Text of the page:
Appreciating faiths: Lecture values Italy’s Jewish legacy

November 30, 2016

William Tortolano, emeritus humanities professor, chorale director and organist, began his Saint Michael’s faculty career in the early 1960s. It was just about the time when his friend, the wise and estimable Burlington-area Rabbi Max Wall, inspired what became a decades-long focused attention at the College toward better understanding and appreciation of Judaism — through a major ongoing lecture series and other avenues including the library’s enhanced Judaica collection.

On Tuesday, November 29, as part of the Faculty Colloquium Series in the Humanities, Tortolano advanced his late rabbi-friend’s important legacy with a well-attended noontime presentation in the St. Edmund’s Hall Farrell Room about the rich and vibrant history of Italy’s relatively small Jewish community, as demonstrated through art, food, architecture and stories of persevering humanity.

Tortolano, a sharp, cultured and energetic octogenarian, tapped his extensive personal travels, studies and wry humor to animate a talk accompanied by a slide show that featured many beautiful synagogues and other images of art, texts, musical notations, photos of food and scenery. President Jack Neuhauser, President Emeritus Paul Reiss and his wife, Rosemary Reiss, were among those attending alongside faculty, students and staff. Laurence Clerfeuille of the Modern Languages/French faculty (and also the lecture series organizer) introduced the program.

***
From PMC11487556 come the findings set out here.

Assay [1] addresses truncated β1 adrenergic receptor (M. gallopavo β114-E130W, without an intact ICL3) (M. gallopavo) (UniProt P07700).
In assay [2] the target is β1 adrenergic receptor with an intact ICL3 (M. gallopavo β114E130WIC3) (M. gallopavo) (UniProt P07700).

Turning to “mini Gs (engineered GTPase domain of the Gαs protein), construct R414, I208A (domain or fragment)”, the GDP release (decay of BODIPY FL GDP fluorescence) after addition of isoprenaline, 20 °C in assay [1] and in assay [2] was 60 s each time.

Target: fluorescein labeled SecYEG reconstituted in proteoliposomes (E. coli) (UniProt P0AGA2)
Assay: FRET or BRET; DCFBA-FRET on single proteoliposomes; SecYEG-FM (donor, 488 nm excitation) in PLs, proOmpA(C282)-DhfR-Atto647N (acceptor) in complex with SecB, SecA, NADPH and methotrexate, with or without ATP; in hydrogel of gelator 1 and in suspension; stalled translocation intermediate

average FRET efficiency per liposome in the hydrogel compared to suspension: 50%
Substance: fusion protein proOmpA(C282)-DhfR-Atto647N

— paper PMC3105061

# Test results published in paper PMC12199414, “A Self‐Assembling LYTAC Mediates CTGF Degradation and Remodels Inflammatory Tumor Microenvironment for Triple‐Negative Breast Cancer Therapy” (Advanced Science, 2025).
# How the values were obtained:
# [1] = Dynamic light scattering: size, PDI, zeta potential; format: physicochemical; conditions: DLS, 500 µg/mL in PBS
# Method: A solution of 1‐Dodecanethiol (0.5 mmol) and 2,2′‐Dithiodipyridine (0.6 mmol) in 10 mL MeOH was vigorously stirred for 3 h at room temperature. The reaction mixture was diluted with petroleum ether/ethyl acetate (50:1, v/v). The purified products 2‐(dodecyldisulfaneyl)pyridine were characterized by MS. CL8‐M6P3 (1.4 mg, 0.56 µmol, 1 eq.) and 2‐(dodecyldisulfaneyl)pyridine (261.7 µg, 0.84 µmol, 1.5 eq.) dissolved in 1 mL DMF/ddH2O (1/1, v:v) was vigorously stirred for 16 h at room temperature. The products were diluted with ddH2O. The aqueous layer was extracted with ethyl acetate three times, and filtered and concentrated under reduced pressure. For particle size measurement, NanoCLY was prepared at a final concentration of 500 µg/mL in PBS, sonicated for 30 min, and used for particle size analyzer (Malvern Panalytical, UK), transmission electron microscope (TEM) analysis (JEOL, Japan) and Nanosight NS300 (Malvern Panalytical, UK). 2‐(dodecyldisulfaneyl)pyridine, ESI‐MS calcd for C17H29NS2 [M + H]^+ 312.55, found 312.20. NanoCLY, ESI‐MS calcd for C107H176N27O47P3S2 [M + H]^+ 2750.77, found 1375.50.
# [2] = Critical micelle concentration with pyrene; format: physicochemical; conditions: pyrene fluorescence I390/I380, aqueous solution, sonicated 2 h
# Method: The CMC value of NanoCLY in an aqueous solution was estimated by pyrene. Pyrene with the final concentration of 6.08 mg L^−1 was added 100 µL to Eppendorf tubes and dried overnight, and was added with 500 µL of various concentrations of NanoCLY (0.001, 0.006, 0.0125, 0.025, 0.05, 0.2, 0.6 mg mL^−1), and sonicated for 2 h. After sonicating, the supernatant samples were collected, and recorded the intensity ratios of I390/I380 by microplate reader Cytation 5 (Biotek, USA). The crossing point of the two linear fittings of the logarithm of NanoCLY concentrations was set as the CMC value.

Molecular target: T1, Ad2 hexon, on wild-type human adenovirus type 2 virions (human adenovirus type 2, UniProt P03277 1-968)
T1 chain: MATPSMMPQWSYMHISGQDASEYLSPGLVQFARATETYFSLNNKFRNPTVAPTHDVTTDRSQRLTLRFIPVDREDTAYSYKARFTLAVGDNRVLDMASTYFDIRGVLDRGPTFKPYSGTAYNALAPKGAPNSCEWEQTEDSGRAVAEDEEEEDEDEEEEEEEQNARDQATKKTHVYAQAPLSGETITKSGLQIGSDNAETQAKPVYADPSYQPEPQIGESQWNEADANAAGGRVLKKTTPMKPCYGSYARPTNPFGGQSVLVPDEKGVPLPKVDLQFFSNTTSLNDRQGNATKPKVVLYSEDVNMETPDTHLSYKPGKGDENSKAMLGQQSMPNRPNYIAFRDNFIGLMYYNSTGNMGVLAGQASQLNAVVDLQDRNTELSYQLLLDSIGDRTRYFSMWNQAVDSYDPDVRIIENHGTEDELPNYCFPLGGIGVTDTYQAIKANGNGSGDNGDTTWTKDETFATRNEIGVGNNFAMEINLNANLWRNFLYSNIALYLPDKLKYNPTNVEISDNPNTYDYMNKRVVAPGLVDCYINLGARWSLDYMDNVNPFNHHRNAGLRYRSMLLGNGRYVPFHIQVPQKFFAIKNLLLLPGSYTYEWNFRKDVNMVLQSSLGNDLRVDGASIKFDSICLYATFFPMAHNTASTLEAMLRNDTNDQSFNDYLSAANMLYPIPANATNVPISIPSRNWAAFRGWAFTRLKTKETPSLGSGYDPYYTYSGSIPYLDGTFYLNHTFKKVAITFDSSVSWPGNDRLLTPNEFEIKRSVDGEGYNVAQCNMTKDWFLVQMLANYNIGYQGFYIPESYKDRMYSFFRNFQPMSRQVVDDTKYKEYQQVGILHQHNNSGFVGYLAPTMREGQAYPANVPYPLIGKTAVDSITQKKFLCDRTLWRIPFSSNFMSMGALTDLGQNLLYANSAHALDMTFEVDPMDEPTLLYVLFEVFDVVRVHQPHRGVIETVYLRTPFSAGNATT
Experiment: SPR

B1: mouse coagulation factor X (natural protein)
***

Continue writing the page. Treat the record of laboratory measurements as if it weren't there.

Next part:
Tortolano explained that his interest in Italian Jews dated to his childhood growing up in an Italian neighborhood of Providence, RI, where his friend’s mother was an Italian Jew. That surprised young Tortolano since his own family and everyone else he knew was Catholic. Curious to know more, Tortolano asked his mother about it, beginning a lifetime interest that now is expressed in his collection of more than 50 books on Jewish topics. His mother explained that most of Italy’s modern Jews lived in the larger cities, along with vestiges of Italian Jewish communities from the middle ages in Southern Italy.

Later, he learned that the first Jews came to the region as Roman slaves in about the year 150 BCE, but soon became an important part of the community based on the admiration that Caesar had for their cosmopolitan knowledge the world, languages and commerce. “Problems came when Christianity became the official religion,” Tortolano said, “and from then on were terrible persecutions of Jews all over the world, particularly in Italy.”

His slides dramatized the sheer beauty of Italy’s synagogues, many still the spiritual heart for very vibrant congregations that are still going strong in “small but extremely vital communities.” He describe old dialects he has heard as a fluent Italian speaker in Jewish sections of such cities as Rome, Turin, Mantua or Venice. It was Venice where the Italian term “ghetto” came, originally meaning “foundry” for the largely Jewish section where cannon were made, he said.